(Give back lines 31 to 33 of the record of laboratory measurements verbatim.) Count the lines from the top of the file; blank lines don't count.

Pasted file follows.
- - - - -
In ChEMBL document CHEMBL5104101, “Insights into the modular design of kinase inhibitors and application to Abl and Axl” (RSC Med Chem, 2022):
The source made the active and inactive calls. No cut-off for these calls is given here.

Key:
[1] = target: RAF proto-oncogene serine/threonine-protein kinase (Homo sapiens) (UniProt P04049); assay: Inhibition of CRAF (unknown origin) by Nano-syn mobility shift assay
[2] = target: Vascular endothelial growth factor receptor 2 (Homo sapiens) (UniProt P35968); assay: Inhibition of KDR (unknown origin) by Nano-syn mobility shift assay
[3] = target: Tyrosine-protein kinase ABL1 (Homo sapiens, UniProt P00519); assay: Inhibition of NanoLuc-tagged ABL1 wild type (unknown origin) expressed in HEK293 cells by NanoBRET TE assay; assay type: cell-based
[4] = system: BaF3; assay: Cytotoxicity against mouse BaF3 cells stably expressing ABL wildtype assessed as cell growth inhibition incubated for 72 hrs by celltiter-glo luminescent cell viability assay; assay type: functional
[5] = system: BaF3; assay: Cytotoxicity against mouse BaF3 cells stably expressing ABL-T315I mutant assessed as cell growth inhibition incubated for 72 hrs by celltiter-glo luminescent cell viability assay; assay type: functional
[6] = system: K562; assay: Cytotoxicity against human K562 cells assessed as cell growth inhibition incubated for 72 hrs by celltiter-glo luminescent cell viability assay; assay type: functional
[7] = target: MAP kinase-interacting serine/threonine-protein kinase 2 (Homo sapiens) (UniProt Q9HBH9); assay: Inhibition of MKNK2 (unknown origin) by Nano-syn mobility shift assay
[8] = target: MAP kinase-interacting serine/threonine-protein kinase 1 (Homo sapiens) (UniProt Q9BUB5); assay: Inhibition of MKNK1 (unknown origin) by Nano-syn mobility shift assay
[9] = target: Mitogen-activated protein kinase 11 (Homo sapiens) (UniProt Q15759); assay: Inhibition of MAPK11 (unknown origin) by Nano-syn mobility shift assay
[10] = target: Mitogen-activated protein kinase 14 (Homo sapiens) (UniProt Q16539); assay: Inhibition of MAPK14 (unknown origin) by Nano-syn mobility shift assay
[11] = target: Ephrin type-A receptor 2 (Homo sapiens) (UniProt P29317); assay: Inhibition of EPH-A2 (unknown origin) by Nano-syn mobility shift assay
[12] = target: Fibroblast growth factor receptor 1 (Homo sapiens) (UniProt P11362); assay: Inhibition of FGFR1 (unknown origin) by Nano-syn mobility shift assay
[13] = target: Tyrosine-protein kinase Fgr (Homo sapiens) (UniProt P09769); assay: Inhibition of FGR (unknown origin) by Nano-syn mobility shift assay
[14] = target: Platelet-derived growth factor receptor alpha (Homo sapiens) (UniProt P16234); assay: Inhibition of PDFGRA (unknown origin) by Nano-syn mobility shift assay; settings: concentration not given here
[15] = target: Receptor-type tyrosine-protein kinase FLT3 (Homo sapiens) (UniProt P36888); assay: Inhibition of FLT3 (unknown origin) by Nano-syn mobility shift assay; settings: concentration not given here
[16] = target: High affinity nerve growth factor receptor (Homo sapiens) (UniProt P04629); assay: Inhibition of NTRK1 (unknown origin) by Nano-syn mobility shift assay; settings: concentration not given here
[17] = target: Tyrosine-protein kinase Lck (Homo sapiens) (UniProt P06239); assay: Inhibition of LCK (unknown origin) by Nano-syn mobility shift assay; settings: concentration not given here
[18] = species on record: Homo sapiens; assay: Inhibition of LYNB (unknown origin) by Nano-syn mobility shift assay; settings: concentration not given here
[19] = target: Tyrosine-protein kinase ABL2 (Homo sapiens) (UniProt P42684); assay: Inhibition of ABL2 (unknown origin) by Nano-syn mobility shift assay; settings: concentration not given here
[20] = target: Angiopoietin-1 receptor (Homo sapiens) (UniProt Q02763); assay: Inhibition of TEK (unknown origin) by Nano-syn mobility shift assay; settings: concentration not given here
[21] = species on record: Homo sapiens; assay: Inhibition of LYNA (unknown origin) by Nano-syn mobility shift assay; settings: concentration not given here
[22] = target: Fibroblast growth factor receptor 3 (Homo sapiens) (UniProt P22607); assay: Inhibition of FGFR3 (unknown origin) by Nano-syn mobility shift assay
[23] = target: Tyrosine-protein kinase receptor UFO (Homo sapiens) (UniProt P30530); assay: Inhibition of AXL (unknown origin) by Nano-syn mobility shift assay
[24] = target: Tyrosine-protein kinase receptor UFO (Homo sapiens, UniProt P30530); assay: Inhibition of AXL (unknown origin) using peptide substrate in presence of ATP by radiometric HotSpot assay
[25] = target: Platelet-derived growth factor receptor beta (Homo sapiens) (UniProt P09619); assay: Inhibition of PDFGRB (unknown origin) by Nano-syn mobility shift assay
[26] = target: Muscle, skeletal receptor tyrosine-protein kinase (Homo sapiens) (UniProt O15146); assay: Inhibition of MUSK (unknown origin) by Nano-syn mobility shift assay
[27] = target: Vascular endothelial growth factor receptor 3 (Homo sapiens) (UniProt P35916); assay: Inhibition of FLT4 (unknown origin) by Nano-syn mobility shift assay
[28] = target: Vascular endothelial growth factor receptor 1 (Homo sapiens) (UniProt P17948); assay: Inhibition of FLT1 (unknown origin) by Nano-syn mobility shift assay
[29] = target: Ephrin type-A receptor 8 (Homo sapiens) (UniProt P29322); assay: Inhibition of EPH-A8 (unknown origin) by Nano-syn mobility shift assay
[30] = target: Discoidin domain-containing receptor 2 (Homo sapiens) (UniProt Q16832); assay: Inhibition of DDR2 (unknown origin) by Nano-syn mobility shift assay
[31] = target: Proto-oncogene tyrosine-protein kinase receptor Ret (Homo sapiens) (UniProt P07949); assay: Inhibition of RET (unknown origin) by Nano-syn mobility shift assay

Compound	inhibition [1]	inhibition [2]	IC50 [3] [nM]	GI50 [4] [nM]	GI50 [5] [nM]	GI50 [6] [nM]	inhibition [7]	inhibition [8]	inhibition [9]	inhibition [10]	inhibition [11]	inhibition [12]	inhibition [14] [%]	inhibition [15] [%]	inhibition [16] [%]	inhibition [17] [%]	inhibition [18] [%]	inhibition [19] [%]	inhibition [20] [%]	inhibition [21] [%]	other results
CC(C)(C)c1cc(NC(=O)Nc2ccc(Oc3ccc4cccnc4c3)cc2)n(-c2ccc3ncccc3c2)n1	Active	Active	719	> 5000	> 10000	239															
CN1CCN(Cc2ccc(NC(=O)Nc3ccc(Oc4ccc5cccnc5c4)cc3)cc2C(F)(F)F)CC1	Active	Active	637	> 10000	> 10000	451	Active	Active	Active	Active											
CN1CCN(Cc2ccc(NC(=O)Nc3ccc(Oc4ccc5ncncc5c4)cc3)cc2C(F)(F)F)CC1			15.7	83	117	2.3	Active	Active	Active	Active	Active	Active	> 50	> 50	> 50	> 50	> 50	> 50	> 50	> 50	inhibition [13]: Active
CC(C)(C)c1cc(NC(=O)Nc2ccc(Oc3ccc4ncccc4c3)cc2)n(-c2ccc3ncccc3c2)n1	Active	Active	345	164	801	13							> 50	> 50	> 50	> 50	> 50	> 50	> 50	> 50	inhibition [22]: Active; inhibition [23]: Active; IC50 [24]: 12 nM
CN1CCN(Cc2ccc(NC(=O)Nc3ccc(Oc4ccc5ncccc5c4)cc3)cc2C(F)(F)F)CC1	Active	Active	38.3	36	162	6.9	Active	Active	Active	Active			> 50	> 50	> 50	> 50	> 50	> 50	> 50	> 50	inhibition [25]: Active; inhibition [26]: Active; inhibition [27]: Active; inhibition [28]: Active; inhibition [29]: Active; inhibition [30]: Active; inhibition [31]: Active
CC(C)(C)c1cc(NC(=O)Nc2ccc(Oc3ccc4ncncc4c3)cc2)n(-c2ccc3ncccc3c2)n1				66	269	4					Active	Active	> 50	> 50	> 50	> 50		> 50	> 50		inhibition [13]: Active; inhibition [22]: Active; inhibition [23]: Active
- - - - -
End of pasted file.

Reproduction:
[28] = target: Vascular endothelial growth factor receptor 1 (Homo sapiens) (UniProt P17948); assay: Inhibition of FLT1 (unknown origin) by Nano-syn mobility shift assay
[29] = target: Ephrin type-A receptor 8 (Homo sapiens) (UniProt P29322); assay: Inhibition of EPH-A8 (unknown origin) by Nano-syn mobility shift assay
[30] = target: Discoidin domain-containing receptor 2 (Homo sapiens) (UniProt Q16832); assay: Inhibition of DDR2 (unknown origin) by Nano-syn mobility shift assay